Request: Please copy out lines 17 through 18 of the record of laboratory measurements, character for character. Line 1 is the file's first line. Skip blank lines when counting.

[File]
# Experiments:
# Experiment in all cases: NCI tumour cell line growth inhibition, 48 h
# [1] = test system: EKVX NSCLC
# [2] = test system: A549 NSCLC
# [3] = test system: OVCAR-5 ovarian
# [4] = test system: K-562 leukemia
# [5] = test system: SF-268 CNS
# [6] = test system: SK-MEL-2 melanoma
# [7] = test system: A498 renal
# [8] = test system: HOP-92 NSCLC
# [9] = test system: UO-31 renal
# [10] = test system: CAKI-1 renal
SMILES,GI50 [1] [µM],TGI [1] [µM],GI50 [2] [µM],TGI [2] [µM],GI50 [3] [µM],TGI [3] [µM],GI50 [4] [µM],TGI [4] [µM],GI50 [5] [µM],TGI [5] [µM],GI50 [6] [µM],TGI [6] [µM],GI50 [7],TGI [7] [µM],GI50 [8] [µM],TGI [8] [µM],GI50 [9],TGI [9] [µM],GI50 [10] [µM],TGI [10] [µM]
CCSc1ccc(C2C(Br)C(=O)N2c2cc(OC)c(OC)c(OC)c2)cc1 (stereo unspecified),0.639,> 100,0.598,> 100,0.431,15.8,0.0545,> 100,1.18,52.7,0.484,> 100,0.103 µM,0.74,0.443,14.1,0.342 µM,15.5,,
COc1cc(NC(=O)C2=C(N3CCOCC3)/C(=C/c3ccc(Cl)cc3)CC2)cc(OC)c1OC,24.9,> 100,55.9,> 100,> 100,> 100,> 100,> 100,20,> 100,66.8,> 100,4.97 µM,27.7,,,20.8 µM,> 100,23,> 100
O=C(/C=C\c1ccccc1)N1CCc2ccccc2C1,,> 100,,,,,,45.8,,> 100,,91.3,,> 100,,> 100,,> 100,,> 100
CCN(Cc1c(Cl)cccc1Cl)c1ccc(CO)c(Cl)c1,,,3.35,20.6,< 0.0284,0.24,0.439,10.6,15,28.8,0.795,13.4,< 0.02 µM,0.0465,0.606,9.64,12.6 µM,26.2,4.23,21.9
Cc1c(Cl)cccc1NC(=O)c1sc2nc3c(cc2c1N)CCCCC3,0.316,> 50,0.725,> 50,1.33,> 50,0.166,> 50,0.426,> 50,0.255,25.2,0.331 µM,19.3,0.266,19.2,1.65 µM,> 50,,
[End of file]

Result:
CCN(Cc1c(Cl)cccc1Cl)c1ccc(CO)c(Cl)c1,,,3.35,20.6,< 0.0284,0.24,0.439,10.6,15,28.8,0.795,13.4,< 0.02 µM,0.0465,0.606,9.64,12.6 µM,26.2,4.23,21.9
Cc1c(Cl)cccc1NC(=O)c1sc2nc3c(cc2c1N)CCCCC3,0.316,> 50,0.725,> 50,1.33,> 50,0.166,> 50,0.426,> 50,0.255,25.2,0.331 µM,19.3,0.266,19.2,1.65 µM,> 50,,